Military Power is not Constructive

I sent Jim Henley a comment on his recent piece on What to Do About North Korea, and he was kind enough to mention me. But I did not have in mind only, or even primarily, military power. Rather, what will be needed when the state in North Korea implodes is "soft" power - money, know-how, organization. Yes, some ability to break heads will probably be useful. But that's just a small part of what "nation building" entails.

This is what I said:

Of course I agree with your prescription - pull out, ignore them, and be nice. However, I disagree somewhat with your analysis of what "we" might do if somehow we did come to conquer Korea.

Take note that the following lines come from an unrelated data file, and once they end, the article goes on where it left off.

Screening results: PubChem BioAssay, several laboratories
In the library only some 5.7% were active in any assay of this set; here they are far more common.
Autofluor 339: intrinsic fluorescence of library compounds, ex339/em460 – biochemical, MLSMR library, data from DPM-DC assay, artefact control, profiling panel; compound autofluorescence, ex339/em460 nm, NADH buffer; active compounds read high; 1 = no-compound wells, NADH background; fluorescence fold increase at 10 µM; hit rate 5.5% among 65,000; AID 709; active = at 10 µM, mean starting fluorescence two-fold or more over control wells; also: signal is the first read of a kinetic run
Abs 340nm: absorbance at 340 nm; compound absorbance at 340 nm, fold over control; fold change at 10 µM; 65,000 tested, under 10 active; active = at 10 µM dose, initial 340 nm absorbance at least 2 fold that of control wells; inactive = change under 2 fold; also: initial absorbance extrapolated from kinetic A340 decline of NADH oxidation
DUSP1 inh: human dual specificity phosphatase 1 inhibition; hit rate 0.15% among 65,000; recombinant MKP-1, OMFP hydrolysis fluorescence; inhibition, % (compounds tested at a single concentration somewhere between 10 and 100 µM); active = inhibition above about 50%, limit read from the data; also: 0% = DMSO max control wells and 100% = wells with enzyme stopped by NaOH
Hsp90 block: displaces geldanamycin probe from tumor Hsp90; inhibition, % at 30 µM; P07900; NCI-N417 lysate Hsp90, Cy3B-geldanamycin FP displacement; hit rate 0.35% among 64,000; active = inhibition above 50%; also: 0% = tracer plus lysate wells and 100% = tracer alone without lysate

We'd turn 'em over to the South Koreans. Yes, the North is a basket case and all that. But we have people right there, on the ground, who speak Korean, who look Korean, who are Korean - and who are, basically, on our side. Capitalism, democracy, etc. And they are, by world standards, rich enough to help significantly. The model here should be East Germany if it is anything.

The contrast to the situation in Iraq is worth mentioning in this context. Part of the reason we're losing there is that we have no Arabic nations that are friendly enough to help us. We only have some bought states, and hirelings are not friends.

Of course, I am not sanguine on the ability of any outsiders to conquer North Korea militarily. Rather, Kim Jong Il, who has near-zero legitimacy, will eventually lose his hold on the tiger. Then he will be overthrown, and change will come.

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